Nissan GT-R debuts in UK: 700 units sold in just 48 hours
Nissan opened the official GTR order book on April 2nd and within the first 48 hours, 700 customers had already pledge their savings to the new Nissan GT-R supercar. The impatient owner will have to wait until March of next year to receive their baby but at least they will not pay over sticker price (£52,900 starting price). Expect to pay a good 20% markup over that price when the car is available in the showroom.
Due to the heavy demand, from the greedy speculators and car fans , the Japanese manufacturer is encouraging its customers to place their orders as soon as possible, online at www.gtrnissan.co.uk or in the 10 specialised high performance centers in the UK.
Hurry up while supply last!
Press release after the jump...
The Nissan GT-R official order book opened for business on 2 April 2008 and within the first 48 hours nearly 700 customer deposits were received for pre-order reservations.
* 700 orders received within 48 hours of the order book opening
* First deliveries expected March 2009
* Additional supply for UK requested to meet demand
Paul Willcox, Managing Director Nissan Motor (GB) Limited commented: “The dealer order line lit-up on the 2 April with an unprecedented amount of orders being placed. This clearly demonstrates the UK’s passion for performance cars and the enthusiastic following that the GT-R has established.
“Waiting lists are not unusual to have for a vehicle of such high performance, specification and value but there is a limit that people will be prepared to wait. In order to meet demand we are now starting to negotiate vigorously with Nissan Europe to secure further volume from our production facility in Tochigi Japan.”
Willcox went on to explain the complexities of GT-R production: “In normal production terms the pace of the line can be increased or decreased to meet with demand but as the engine of the GT-R is built by hand there is a maximum production capability of 1000 units per month. This volume has to satisfy all global demands covering America, Asia and Europe and therefore it will be late May before we know if we have been successful in our request.”
Pricing for the GT-R starts from £52,900 (OTR) and the supercar is available in three trim levels: Base, Premium Edition and Black Edition. First customer deliveries are expected in March 2009.
HOW TO ORDER
Due to the heavy demand Nissan is encouraging customers to place orders sooner rather than later to avoid disappointment.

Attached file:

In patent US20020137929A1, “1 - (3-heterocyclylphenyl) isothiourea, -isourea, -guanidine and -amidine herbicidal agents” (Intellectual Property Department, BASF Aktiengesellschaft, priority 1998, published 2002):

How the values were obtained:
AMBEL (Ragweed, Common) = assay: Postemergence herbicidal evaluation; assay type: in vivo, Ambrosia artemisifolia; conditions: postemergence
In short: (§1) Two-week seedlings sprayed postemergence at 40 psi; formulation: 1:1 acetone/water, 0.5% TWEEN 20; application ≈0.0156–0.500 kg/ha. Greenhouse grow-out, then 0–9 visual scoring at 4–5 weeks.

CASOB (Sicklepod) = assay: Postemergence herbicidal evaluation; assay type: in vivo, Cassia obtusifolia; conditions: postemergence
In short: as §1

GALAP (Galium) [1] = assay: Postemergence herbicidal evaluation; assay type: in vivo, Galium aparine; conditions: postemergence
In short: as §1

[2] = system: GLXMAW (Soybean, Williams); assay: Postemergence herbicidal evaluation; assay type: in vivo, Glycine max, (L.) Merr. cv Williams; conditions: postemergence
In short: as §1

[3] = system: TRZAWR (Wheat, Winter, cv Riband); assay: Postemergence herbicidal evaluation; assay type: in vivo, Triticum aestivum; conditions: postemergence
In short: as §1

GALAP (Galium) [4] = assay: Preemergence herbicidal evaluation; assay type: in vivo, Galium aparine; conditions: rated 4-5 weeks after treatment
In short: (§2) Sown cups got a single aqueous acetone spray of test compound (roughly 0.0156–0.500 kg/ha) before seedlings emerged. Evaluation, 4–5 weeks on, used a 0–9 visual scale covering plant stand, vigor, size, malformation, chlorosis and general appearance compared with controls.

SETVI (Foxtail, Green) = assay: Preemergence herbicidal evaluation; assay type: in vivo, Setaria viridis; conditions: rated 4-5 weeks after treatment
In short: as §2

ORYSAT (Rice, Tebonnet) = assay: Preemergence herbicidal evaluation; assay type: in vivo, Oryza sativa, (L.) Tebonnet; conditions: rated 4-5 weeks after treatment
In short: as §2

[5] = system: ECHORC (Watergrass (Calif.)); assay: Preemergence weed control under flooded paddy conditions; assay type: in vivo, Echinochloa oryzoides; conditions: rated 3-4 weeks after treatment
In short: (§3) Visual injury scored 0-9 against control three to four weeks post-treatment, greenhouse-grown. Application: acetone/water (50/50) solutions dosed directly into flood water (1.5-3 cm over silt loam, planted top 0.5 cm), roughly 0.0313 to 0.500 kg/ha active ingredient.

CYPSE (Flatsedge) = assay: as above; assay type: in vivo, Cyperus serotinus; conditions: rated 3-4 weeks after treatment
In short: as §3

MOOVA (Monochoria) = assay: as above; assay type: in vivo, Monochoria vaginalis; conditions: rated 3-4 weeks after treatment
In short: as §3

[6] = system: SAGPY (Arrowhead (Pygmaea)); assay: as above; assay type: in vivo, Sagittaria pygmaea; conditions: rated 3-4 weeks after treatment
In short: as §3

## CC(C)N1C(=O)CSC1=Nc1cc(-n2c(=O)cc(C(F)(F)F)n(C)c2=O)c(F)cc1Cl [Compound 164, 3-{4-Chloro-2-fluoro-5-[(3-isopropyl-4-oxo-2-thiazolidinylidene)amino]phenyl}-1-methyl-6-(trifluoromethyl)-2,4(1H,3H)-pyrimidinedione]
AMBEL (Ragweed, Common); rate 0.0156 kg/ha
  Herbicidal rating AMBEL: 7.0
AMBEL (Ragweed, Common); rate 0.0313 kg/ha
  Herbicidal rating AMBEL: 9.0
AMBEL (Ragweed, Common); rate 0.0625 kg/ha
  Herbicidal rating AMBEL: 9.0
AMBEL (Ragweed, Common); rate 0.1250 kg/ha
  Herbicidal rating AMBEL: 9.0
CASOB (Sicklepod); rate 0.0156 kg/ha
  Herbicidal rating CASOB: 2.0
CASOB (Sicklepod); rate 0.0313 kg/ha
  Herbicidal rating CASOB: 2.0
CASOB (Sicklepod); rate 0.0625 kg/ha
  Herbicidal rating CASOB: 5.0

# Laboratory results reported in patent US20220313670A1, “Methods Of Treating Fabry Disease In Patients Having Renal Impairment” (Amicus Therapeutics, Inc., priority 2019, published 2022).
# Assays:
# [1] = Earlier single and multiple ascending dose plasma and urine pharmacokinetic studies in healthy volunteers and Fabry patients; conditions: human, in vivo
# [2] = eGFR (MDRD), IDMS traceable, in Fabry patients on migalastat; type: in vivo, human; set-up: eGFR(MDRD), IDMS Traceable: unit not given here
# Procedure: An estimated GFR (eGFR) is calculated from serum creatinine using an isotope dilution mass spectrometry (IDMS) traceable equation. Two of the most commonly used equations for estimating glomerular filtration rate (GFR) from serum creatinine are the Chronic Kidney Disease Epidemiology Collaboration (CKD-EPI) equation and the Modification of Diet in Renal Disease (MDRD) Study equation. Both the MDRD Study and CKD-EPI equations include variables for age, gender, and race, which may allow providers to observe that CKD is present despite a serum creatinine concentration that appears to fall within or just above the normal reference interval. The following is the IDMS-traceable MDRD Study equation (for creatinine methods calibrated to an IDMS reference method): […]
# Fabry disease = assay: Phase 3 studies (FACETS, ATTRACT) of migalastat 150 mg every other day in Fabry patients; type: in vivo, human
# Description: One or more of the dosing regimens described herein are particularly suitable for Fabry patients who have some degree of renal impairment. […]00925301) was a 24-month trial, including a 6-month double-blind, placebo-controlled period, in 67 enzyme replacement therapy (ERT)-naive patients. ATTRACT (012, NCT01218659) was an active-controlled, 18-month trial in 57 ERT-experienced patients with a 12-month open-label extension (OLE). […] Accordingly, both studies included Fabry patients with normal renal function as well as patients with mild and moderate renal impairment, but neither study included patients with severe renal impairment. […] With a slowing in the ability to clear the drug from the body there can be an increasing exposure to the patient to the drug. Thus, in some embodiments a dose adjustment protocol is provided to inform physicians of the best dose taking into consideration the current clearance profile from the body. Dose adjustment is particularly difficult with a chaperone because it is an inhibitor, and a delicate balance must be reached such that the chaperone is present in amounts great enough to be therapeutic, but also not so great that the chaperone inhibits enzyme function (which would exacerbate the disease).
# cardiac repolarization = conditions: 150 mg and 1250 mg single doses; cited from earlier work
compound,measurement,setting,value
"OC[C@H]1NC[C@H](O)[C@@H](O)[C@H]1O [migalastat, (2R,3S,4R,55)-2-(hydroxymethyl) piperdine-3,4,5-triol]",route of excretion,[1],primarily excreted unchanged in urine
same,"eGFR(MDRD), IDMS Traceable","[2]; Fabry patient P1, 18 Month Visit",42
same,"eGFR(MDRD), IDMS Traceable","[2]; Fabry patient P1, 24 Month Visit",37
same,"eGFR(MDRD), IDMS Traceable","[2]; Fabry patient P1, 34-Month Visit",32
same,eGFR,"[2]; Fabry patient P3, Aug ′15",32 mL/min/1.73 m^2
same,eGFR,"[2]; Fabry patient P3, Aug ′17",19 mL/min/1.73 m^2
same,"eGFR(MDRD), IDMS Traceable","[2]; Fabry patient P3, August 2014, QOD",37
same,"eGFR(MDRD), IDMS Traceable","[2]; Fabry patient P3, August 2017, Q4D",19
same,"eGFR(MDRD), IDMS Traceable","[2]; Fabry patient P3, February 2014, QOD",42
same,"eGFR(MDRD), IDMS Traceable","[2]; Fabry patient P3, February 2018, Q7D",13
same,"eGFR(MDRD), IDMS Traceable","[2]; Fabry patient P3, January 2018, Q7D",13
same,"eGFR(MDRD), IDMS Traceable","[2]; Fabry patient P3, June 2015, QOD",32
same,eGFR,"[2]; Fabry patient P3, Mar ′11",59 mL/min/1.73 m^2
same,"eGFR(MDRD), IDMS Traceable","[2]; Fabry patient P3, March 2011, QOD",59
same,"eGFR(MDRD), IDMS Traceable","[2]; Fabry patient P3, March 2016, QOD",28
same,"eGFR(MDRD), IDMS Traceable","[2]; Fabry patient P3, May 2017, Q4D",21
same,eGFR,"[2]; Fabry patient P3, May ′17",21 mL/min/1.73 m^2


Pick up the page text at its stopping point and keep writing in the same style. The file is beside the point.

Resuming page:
To place a reservation for a GT-R, customers can either place an order online at www.gtrnissan.co.uk or visit one of the 10 specialised high performance centres strategically placed around the UK.
For those passionate car enthusiasts who will be signing up for GT-R ownership, there will be a series of tailored customer events and experiences giving them the opportunity to see the car up-close, get to know it and, ultimately, experience its performance before they take delivery. More details of this programme of special, Nissan-supported GT-R customer events will be released in the coming weeks and months.
Nissan High Performance Centres will ensure that GT-R customers receive the level of specialist attention and aftersales care that this special car warrants. They have committed to invest in the specialist sales and technical training for their staff that such a car demands, as well as the highly sophisticated equipment necessary to maintain and repair the GT-R.
The specialist centres have been chosen because they share the passion that customers have for the GT-R, and they have met strict criteria in terms of customer satisfaction, resources and location.
The GT-R boasts an all-new hand-built VR series 3.8-litre twin turbo V6 producing 480 PS (353 kW) at 6,400 rpm and 588 Nm of torque between 3,200 and 5,200 rpm.
Engine power is transmitted to the wheels via an all-new, paddle-shifted GR6 sequential 6-speed dual clutch rear transaxle coupled to an advanced all-wheel drive system. The sequential-shifting transaxle features separate wet clutches for the odd (1,3,5) and even (2,4,6) gears and pre-selects the next highest and next lowest gear for immediate shifts. The driver makes split-second gear-changes via paddles mounted behind the steering wheel.
To underline its supercar credentials, an unmodified GT-R completed a lap of the notoriously demanding Nurburgring circuit in Germany in 7mins 38secs, putting it among the fastest production vehicles to ever have lapped the circuit.